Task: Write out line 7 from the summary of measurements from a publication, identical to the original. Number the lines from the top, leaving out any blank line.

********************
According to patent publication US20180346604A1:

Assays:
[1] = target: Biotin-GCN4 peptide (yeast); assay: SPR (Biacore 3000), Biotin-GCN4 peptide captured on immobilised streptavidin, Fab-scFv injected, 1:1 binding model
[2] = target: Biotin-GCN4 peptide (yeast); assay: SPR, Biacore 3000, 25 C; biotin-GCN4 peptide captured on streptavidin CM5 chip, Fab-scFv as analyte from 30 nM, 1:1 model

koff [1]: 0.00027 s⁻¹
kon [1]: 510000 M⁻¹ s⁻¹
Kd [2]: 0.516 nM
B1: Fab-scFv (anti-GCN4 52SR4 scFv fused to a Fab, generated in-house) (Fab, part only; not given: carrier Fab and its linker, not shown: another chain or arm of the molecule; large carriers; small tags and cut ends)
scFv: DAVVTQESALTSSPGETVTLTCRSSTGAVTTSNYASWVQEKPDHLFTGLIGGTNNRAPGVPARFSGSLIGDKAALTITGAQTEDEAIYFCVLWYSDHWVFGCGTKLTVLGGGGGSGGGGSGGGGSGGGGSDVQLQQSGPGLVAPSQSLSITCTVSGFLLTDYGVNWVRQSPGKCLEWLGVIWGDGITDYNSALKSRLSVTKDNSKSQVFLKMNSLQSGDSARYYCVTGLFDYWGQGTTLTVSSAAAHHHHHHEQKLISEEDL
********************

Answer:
Kd [2]: 0.516 nM